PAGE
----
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Please use this identifier to cite or link to this item: http://hdl.handle.net/123456789/4125

Title: Integrated Watershed Development from Sustainable Livelihood
Authors: Yalew, Adane
Advisors: Workneh Negatu (PhD)
Keywords: watershed, sustainable development,
asset, livelihood
Copyright: Jun-2010
Date Added: 28-Nov-2012
Publisher: AAU
Abstract: Watersheds, especially in the developing world, are increasingly being managed for poverty alleviation as well as for environmental conservation objectives for rain fed agricultural system. The major challenges of rural development in Ethiopia including Delanta Woreda are land degradation, low agricultural productivity and rural poverty, which are interconnected. In order to break these intertwined problems, community based integrated watershed development is practiced. Of course, this practice brought opportunities for livelihood improvement of rural poor but its sustainability is a challenging one. Past watershed studies failed to consider key success factors of watershed development [Such as environmental, economic, technological, technical, social, institutional and physical]. Therefore, the overall objective of this study is to investigate the main challenges and opportunities of integrated watershed development with the eye of sustainable rural livelihood perspective. Both qualitative and quantitative research methods were employed to gather and analyze data. Specifically, questionnaire survey, focus group discussion, key informant interview, field observation and review of pertinent secondary data sources were utilized to generate the data. The key findings of the study reveal that the majority of natural resources have been improved in the watershed because of the physical SWC and its technologies practiced in the area. Economically, the household benefited from food- for- work; however, there were also challenges. Because of the investments on activities of income generating were low and not concurrently performed with SWC, the investment on physical SWC structures had not immediate economic return. Institutionalization of watershed development and social network were not given adequate attention in practice and challenging the sustainability of the community-based watershed development. On the other hand, agricultural activities became an opportunities for viable option of the households, if there were adequate access to irrigation, agricultural inputs & technologies. Therefore, access of the communities to capacity building and input technologies with socializing and institutionalizing the watershed development should be done not an option, but imperative for sustainable livelihoods.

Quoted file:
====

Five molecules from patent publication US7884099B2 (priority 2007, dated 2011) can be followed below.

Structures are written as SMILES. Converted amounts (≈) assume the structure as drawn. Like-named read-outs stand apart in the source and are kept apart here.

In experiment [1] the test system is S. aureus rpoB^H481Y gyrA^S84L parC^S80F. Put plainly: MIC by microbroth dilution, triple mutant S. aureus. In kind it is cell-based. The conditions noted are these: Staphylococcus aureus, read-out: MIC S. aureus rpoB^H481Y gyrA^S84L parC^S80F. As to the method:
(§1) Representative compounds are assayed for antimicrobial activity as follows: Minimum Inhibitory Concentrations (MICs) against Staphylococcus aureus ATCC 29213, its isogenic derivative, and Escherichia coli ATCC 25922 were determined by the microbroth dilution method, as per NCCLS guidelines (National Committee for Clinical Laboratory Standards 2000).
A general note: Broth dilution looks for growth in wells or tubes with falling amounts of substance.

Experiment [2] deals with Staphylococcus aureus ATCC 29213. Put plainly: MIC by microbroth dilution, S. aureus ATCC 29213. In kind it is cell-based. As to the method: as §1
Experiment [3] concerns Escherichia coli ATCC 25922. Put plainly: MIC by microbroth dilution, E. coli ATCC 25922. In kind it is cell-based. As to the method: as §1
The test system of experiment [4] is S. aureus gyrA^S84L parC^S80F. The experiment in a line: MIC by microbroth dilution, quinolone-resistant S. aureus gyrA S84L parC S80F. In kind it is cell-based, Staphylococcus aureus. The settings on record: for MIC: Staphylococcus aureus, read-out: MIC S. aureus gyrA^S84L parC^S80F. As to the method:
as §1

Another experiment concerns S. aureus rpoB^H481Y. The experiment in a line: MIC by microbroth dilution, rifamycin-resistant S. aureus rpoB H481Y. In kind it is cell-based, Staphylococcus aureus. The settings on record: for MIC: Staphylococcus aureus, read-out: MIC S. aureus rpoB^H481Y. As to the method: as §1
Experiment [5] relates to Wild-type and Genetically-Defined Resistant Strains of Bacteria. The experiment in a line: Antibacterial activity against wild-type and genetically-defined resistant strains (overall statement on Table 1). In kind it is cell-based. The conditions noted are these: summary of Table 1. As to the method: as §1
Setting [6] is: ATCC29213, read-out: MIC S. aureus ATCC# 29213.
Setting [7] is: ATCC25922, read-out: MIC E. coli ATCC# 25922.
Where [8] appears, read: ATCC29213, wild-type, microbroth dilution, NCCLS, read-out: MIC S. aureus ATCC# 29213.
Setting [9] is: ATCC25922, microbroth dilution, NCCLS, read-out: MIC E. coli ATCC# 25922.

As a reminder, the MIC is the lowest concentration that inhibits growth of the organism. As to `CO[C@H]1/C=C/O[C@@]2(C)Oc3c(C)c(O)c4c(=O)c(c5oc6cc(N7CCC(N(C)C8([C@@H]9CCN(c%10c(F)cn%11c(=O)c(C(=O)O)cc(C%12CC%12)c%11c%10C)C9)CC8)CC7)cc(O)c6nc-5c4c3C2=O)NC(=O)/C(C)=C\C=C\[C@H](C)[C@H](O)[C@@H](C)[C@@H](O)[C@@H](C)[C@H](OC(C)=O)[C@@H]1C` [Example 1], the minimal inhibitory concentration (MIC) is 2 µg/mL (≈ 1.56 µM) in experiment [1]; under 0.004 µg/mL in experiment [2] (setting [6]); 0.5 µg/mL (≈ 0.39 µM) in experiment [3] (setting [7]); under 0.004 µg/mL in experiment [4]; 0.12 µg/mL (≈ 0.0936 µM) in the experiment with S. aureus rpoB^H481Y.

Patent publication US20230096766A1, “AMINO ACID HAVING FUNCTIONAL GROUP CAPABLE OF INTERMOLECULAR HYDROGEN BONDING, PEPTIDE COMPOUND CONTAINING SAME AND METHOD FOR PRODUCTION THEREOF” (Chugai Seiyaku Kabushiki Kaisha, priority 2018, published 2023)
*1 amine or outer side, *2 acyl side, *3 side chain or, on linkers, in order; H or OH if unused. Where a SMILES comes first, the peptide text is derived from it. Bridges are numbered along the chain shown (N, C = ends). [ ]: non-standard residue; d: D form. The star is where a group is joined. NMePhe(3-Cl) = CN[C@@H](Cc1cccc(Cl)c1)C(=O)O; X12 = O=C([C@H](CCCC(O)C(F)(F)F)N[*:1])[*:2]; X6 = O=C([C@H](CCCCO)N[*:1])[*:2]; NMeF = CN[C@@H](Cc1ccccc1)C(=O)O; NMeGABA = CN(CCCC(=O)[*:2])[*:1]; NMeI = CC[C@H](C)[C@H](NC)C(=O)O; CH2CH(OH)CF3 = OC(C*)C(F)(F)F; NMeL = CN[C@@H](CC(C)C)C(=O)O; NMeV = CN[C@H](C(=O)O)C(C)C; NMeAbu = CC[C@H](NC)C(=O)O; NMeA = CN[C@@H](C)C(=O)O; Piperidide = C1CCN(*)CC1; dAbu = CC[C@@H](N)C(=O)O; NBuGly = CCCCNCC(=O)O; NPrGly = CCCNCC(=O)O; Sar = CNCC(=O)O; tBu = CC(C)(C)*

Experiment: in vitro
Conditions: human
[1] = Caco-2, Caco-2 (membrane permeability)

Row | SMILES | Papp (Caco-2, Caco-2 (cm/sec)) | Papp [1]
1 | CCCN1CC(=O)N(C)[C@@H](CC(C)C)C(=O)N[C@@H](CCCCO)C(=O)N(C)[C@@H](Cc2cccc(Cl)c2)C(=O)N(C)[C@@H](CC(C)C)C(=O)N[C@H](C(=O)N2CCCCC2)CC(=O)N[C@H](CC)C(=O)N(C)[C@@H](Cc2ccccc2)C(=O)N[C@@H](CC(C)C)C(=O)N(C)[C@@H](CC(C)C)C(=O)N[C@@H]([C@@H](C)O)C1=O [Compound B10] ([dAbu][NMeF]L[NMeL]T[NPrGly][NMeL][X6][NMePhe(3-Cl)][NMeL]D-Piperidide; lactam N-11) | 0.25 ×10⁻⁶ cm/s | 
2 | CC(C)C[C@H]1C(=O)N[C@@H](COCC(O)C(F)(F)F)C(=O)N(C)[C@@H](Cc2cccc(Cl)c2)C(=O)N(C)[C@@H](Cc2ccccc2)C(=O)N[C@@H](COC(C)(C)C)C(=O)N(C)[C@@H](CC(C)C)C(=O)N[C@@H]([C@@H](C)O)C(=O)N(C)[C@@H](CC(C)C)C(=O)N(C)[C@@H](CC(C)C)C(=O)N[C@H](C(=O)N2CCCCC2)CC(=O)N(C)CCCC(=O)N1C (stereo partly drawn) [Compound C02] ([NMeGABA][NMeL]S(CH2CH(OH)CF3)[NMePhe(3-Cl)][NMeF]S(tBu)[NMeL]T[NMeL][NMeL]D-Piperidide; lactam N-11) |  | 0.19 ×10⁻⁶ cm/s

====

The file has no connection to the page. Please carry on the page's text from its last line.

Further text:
URI: http://hdl.handle.net/123456789/4125
Appears in:Thesis - Rural Livelihoods & Development

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